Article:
Afternoon: You can’t visit Edinburgh without meeting Bobby, the capital’s favourite canine. A bronze statue dedicated to this loyal little terrier (who spent 14 years guarding his dead master’s grave) is found opposite the National Museum. While some claim rubbing Bobby’s nose will bring you good luck, years of friction has severely damaged the pooch-shaped statue. Locals (and the City Council) ask that people refrain from touching the good doggo to avoid further degradation. After admiring Bobby, duck into the atmospheric Greyfriars Kirkyard. This eerie cemetery was once a regular stomping ground for body snatchers and is said to be plagued by a malevolent ghost.


Sculpture of Bobby, the Skye Terrier, in Scotland

Loyal little Bobby. Photo by kyrien.

Leaving the cemetery, continue to explore the city’s spookier side below ground. For years I had no idea that beneath the Old Town lies a twisting labyrinth of abandoned streets and vaults. Discover how they came to be there on a tour, but beware: this subterranean city is said to be haunted.

Evening: Back above ground, head for the Grassmarket. Watched over by the castle, this rectangular square might be one of the oldest parts of the city, but it still hums with life thanks to its countless pubs, cafes and restaurants. You can’t go wrong with a pint in Edinburgh’s oldest drinking establishment, the White Hart Inn, which also offers tasty pub grub. Fancy a nightcap? Enjoy a tipple or two at Sandy Bells, a perennially popular pub filled with the energetic sounds of traditional Scottish folk music.

Day 3

Arthurs Seat in Edinburgh

The incredible view from Arthur’s Seat. Photo by S-F.

Morning: No visit to Edinburgh is complete without making a pilgrimage to the top of Arthur’s Seat, a humpbacked volcanic plug rising out of Holyrood Park. There are two ways to reach the top: a steady route that curves around the south of the hill or – what I’ve not-so affectionately named “Gollum’s Staircase” – a steep switchback of rocky steps that leads relentlessly upwards. Whichever way you go, I promise the effort is worth it; the peak offers 360-degree views over the city and along the coastline. If the weather stays nice – this is Scotland, after all – enjoy a lazy picnic in the park below.


A river runs between houses in Dean Village, Edinburgh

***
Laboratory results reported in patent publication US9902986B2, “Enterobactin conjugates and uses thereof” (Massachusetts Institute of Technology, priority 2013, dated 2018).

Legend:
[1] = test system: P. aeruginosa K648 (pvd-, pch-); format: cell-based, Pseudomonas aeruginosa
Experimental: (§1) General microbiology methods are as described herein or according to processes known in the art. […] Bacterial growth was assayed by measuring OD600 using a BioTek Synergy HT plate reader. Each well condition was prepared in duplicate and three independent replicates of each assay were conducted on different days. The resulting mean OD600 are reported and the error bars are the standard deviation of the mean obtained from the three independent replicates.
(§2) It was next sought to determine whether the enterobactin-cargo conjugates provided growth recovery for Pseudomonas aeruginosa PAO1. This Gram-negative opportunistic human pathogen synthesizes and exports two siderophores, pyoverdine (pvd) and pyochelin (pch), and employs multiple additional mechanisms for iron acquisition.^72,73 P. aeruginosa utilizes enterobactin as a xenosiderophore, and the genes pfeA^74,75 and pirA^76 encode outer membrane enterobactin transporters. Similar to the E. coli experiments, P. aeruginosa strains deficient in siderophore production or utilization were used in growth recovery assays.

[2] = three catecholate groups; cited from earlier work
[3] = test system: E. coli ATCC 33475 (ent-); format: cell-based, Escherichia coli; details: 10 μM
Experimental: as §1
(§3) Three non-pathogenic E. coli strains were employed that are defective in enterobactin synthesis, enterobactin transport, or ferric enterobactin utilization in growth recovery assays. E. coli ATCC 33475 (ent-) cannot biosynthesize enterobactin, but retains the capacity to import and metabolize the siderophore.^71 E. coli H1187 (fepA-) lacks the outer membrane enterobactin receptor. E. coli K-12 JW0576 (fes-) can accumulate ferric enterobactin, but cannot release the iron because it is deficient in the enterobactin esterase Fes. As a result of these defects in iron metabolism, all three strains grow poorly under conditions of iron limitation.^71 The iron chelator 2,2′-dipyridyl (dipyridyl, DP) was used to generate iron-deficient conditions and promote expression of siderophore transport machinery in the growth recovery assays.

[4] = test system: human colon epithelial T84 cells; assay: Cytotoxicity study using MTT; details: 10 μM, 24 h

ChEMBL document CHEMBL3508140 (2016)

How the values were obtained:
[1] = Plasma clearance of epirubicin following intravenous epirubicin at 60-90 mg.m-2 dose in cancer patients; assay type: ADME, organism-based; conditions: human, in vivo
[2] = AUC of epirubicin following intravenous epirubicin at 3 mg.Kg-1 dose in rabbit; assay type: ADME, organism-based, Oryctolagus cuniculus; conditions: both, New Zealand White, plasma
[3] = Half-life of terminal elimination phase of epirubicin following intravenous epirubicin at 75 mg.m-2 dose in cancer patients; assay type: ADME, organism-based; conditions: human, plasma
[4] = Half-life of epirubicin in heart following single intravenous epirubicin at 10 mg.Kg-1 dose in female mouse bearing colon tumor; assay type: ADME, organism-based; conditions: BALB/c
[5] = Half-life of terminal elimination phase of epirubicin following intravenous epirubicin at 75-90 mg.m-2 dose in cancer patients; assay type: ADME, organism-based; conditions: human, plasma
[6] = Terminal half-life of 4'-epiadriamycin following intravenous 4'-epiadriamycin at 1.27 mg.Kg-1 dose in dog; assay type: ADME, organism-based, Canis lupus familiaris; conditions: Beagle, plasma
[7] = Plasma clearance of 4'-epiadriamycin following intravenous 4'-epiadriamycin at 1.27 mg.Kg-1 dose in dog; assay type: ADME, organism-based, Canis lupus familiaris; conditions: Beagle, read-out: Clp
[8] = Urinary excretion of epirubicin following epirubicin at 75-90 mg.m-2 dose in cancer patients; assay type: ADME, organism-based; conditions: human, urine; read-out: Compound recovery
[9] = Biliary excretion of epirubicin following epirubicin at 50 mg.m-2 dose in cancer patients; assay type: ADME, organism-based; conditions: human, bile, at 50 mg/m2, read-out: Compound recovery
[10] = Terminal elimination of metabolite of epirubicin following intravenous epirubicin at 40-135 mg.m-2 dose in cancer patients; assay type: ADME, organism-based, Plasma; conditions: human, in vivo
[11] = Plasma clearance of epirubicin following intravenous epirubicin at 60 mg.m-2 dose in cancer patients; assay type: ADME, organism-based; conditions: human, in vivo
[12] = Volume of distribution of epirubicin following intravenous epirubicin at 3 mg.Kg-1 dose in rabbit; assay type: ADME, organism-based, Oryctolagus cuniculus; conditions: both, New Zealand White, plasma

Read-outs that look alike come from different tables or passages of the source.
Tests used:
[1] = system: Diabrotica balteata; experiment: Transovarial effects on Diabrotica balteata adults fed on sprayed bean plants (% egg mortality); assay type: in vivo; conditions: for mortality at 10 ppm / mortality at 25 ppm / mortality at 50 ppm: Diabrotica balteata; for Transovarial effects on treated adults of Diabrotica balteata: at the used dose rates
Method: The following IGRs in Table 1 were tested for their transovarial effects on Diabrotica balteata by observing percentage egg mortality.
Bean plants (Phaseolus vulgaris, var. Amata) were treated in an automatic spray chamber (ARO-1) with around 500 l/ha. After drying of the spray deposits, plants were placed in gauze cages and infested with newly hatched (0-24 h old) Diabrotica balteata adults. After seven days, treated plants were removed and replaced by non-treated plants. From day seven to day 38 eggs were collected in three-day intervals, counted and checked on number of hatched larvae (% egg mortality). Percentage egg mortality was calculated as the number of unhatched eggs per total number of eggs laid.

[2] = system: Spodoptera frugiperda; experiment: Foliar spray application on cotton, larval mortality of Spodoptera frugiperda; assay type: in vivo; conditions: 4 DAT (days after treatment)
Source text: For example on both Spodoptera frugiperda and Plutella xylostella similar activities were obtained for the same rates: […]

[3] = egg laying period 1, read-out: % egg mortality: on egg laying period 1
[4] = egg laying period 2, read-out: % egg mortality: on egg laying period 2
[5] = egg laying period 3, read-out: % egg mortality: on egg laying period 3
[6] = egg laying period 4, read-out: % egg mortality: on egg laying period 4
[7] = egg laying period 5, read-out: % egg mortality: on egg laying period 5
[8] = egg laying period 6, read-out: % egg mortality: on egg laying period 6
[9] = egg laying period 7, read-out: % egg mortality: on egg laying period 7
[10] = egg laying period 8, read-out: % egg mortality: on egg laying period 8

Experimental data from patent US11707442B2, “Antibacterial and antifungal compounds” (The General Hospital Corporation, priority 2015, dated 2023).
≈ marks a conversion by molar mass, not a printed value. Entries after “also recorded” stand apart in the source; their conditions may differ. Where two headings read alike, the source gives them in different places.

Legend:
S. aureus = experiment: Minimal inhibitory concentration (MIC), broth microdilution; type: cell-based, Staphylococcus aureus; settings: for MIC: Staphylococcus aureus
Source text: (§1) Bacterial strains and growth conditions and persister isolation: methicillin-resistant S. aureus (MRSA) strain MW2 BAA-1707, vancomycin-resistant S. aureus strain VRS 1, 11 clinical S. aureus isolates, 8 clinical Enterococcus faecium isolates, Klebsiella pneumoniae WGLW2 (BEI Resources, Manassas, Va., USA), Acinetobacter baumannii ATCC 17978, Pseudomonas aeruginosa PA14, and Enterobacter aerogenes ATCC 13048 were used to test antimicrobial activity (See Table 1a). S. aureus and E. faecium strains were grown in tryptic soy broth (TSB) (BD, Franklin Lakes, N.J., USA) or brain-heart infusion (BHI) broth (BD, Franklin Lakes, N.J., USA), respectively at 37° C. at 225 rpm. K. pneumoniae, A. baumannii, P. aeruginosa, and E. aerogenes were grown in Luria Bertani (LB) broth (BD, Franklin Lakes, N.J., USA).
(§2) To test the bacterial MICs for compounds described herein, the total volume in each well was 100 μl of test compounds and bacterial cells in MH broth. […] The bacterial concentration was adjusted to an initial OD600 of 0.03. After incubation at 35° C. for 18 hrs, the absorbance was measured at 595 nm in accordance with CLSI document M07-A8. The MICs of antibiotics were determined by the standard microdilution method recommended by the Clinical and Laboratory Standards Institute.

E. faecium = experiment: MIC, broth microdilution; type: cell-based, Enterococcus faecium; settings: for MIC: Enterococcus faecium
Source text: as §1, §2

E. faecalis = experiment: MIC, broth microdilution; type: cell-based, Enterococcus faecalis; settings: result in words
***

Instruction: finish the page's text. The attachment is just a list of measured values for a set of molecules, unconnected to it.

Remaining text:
Have a stroll through Dean Village. Photo by rosn123.

Afternoon: Looking like it’s popped straight out of a storybook, peaceful Dean Village is disarmingly charming. Stroll lazily along its meandering lanes, lined with colourful cottages and take a quick nip into the Scottish National Gallery of Modern Art to spy its substantial collection of Surrealist works. Back outside, follow the leafy path that runs alongside the Water of Leith all the way to the river’s namesake. Once the city’s rough-and-ready docks, the Leith area has undergone a massive regeneration without losing its unique character. Here, you’ll find knick-knack-filled antique shops, eclectic design boutiques and plenty of second-hand bookstores packed with dusty volumes.

Leith waterfront at sunset

Enjoy dinner at Leith Waterfront. Photo by Richie Chan,

Evening: Spend your last night in Edinburgh sampling succulent Scottish seafood along Leith’s vibrant waterfront. There are so many options here that you can take your pick, but I’m a little obsessed with the Ship on the Shore: with harbour-side views and fresh seafood served with a glass of champagne, what’s not to love?

Round off your trip in true Edinburgh style with a little comedy. If you’re lucky enough to be visiting during the city’s world-famous Fringe Festival you’ll be spoilt for choice, but have no fear if not. The Stand, Edinburgh’s only full-time comedy club, offers rib-tickling nightly performances.

Interested in exploring Edinburgh? Join us on our 10-day Highlights of Scotland small group adventure, from Glasgow to Edinburgh. Details here

Feature photo by JeniFoto, Shutterstock.